If you don't have a budget for fonts, you can start with the free ones and tweak them, adjust the bad kerning, etc. They're not all perfect but let's be honest, that in itself offers you a great way to practice and develop a keen eye with typography! Sometimes you can use them for your titles and combine them with system fonts for the main body. It's less work and the system fonts are in fact high quality.

There's also very nice fonts that are not that expensive to purchase and that you can use on many projects. When you purchase fonts, look at it as a long term investment and try to stay away from trendy stuff if the investment is big. Some fonts only cost $25-30 for a whole family. That's worth it... that's barely the cost of 5 lattés coffees or 2 meals at a restaurant.

There's open source fonts that allow you to work on any kind of projects. Nice selection there too.

If you have an Adobe subscription, there's the TypeKit fonts that have some nice fonts (but yes, still limited) too.

I wouldn't recommend getting into pirated stuff.

As for using system fonts, I personally love using Georgia (eeek!) and Helvetica but you'll never see any of my design done with Papyrus or Corsiva or the typical system fonts that do look... amateur. There's nice classical system fonts that you can use with other free ones or low cost ones. As a student, you won't get judge by how great your fonts look but usually how clever is your font matching... or how you used something ugly and made something great out of it! I do think at least employers in design firms can recognize this and are aware of the reality of being a student with limited budget.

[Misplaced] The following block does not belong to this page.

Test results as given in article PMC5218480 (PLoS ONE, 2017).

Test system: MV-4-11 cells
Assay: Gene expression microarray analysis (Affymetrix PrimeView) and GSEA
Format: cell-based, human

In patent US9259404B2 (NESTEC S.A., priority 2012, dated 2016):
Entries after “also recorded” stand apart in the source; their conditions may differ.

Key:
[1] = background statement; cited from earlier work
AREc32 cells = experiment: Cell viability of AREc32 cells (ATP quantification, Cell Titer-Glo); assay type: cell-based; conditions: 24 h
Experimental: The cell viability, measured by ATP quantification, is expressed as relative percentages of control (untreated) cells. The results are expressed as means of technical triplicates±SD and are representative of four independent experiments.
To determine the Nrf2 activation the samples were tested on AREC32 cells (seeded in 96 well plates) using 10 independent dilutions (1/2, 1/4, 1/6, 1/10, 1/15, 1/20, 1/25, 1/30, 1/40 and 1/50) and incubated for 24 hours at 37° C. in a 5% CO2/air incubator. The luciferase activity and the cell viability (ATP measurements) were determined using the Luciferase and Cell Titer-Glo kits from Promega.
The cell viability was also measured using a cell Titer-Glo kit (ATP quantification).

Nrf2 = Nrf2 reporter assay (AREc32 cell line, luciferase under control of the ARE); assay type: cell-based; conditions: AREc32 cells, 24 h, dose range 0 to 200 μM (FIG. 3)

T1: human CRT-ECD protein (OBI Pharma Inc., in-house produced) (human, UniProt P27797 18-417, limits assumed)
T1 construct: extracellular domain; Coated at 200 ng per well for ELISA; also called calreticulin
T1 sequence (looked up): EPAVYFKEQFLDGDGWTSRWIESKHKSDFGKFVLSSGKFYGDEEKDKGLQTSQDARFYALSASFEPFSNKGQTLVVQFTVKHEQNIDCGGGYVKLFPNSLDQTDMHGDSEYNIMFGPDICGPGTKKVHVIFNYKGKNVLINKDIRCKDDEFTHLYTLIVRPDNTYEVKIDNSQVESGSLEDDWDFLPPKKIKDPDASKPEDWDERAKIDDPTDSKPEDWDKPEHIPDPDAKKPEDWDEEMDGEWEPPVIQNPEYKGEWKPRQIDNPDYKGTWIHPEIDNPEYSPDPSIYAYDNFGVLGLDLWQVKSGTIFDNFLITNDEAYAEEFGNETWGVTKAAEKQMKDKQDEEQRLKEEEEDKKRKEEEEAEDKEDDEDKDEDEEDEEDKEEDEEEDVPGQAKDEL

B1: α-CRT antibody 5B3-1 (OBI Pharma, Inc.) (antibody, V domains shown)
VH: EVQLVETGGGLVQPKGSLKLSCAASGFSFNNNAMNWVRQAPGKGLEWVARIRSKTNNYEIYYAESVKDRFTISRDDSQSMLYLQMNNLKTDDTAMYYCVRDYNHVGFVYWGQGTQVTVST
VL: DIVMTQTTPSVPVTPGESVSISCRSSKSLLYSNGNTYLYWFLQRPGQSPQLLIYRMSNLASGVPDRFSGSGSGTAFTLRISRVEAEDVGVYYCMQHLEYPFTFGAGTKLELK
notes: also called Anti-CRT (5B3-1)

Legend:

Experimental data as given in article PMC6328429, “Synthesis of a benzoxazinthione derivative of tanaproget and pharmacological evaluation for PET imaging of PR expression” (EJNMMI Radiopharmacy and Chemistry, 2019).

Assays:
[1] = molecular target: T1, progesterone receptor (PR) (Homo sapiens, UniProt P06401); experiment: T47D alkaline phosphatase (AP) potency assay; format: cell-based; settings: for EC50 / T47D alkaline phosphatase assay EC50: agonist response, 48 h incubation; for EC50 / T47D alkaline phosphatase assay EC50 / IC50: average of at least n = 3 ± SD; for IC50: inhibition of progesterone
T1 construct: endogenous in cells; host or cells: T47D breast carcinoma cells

TLDR: Don't judge fonts by the price or "premium" status.

Some resources:


Where do professional designers "go" to look for typefaces?

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    Thank you I really appreciate your answer as nobody gives anything away on my course including tutors...helvetica, garamond and a few others are quality fonts but i'm guessing whoever is looking at my work will roll their eyes at the use of helvetica since its the most unimaginative option. Anyway heres to hoping employers do understand.
    – Chiara
    Commented Mar 19, 2016 at 2:13
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    @Chiara I used to work with a designer who only used two dozen weights of Helvetica plus one serif. For everything. He was one of the top designers in the shop. Commented Mar 19, 2016 at 11:07

Avoid using amateur fonts for body text since most of them are not so well spaced - use pro ones for body text. (I'm including there fonts released for free but developed by professionals.) If you must use a freebie font to stand out, use it for headings only and manually adjust spacing if you can. Don't use anything gimmicky and don't use anything not intended for your display medium - print fonts won't render well on screen, screen fonts can look too loose on paper since it shows fine detail more.

If you buy a pro font, don't buy it because it was discounted on MyFonts, buy one really good one and use the heck out of it. Use the free Typekit plan - the fonts work in all apps, not just Adobe ones, and you can get it without signing up for any other Adobe product.